Nexus S went on sale yesterday morning in the US, running Gingerbread.
Just like I did for Froyo, I'm open-sourcing the matching Android
platform source code, right after the first consumers get their hands
on it. I'm going to start literally right now, and the process will
take a few hours.
I'll give more details once the source code is available. However,
there are three aspects that you need to know ahead of time:
-As part of the process to push the source code, there will be some
points in time when the master branch doesn't build. Sorry about that.
If you're working on the master branch, I recommend that you don't
sync until I send an "all clear" when I'm done and things look good.
Other branches are expected to work fine as soon as their manifests
-Even though Nexus S is designed to be suitable for AOSP work, there
are some caveats. I very strongly recommend against trying to use
Nexus S for anything related to AOSP at the moment. Trying to unlock
or use your Nexus S for AOSP work could easily turn it into a Nexus B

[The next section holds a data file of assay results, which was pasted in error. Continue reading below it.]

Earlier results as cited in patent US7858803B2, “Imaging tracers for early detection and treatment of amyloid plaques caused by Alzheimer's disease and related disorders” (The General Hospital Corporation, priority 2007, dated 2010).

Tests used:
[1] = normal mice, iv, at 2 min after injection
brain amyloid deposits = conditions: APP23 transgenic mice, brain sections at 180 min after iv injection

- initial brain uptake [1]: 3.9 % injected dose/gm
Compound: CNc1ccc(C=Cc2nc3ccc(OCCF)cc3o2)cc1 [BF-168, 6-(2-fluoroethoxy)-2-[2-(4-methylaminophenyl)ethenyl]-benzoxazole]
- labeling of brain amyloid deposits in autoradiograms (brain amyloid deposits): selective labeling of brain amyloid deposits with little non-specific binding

(where B means "brick"); I have two of those, they're not very useful.
I'll send some guidelines about what is currently possible once I've
finished pushing the source code.
-Please take it easy on the kernel.org servers. They are very helpful
in hosting the AOSP source code, and I don't want to hurt the high
quality of their service with an onslaught of full Android downloads.
If you're not going to immediately work on porting Gingerbread to
devices with the intent of distributing the result to end-users, I'm
kindly asking that you wait a few hours or a few days before you
download it (just roll a 6-sided die and wait that long). In addition,
the slower the servers are, the harder it is for me to do the push.
Thanks for being patient.
Jean-Baptiste M. "JBQ" Queru
Software Engineer, Android Open-Source Project, Google.
Questions sent directly to me that have no reason for being private
will likely get ignored or forwarded to a public forum with no further
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